If you have not taken Trauma 101 or Brain 101 and there is not a session currently scheduled in your area, please contact us and we will work to add classes in your area.
To facilitate collaborative partnerships among community organizations and provide training, which enable stronger relationships with families and promote better outcomes for children.
Stronger collaborative partnerships for healthy families.
- Develop a series of learning opportunities focused on crucial areas of knowledge related to child well-being including best practices and processes of effective service delivery to children and families.
- Provide shared learning opportunities to community partners who work with children and families throughout the state of Georgia to increase knowledge and understanding of topics, ability to apply knowledge to practice, and to create a shared understanding of topics among partners.
- Assist Georgia with creating a trauma informed child welfare system by providing trainings on trauma, secondary trauma, and approaching all other subjects from a trauma perspective.
- Promote collaboration among all community partners to enhance working relationships and efficiency and effectiveness of service delivery.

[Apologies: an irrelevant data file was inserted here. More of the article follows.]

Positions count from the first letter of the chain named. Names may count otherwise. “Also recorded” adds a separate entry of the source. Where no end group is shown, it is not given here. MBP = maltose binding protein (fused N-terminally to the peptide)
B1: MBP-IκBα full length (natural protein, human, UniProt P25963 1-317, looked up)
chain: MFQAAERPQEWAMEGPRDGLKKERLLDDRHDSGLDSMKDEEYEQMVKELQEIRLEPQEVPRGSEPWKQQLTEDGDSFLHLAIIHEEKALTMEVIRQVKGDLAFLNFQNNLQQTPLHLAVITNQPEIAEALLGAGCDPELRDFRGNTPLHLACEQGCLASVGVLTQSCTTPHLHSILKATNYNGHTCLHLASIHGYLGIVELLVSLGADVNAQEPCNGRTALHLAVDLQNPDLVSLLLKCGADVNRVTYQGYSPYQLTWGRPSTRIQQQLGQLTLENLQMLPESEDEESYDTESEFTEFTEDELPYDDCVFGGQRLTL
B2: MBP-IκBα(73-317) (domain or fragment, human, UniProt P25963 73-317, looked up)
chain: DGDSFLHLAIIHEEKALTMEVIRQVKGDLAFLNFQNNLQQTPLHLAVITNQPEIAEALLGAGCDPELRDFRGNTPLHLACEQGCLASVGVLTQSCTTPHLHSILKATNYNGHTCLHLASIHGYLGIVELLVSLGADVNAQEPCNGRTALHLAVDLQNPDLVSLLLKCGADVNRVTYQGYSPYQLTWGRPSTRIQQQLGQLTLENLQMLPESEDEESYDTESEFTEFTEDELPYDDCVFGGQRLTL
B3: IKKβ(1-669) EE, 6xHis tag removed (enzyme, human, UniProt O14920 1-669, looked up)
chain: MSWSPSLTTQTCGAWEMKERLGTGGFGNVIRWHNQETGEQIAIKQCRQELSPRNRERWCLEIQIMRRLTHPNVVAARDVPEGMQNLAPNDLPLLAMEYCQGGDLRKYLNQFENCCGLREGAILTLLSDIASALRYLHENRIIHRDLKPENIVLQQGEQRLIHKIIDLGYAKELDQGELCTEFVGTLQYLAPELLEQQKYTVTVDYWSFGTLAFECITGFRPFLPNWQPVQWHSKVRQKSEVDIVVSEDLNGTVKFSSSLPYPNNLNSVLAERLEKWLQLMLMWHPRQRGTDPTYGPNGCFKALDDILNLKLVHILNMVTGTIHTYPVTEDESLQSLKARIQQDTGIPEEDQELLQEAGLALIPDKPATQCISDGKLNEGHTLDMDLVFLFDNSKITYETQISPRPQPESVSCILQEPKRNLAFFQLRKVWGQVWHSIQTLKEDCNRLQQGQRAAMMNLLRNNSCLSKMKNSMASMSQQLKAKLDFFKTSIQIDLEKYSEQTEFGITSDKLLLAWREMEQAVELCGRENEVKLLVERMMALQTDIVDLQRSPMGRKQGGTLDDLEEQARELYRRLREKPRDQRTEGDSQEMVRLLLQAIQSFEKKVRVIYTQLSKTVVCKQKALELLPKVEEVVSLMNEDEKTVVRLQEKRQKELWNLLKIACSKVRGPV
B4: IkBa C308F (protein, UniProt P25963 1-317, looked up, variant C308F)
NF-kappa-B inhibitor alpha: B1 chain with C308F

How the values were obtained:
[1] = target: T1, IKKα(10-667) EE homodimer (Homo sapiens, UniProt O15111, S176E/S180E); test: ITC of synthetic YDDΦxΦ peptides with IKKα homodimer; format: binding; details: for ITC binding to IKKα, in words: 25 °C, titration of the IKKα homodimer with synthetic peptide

- Create statewide training information site to assist in locating opportunities to expand learning and move toward trauma informed practice methods.
The following are the beliefs that guide our work:
Community Oriented: We believe strong children and families rely on a community of partners to support them. This community is comprised of everyone who works with children and families in a professional or volunteer capacity, including DFCS, law enforcement, placement providers, early care, education, behavioral health, juvenile courts, pediatric health providers, Court Appointed Special Advocates, and other community and government organizations).
Collaborative: We believe children are safer and families are healthier when everyone in the child welfare system/community collaborates to solve problems, and provide services and support.
Accessible: We believe that geography should not limit access to resources and make our trainings available in any community throughout the state of Georgia.
Trauma Informed: We believe a trauma-informed approach is best practice in child welfare and approach all our workshops from a trauma perspective.
Quality: We believe our partners deserve access to the highest quality learning experiences available. Our content is based on established evidence-based and evidence informed knowledge and best and promising practices in the field.
Contact a member of our staff with any questions you have about the Child Welfare Training Collaborative.
The Child Welfare Training Collaborative provides training throughout the state. Let us know if you are interested in scheduling CWTC training in your area.
The Child Welfare Training Collaborative values the work of different people, agencies, and organizations providing resources to strengthen the work with families in Georgia who may be experiencing trauma.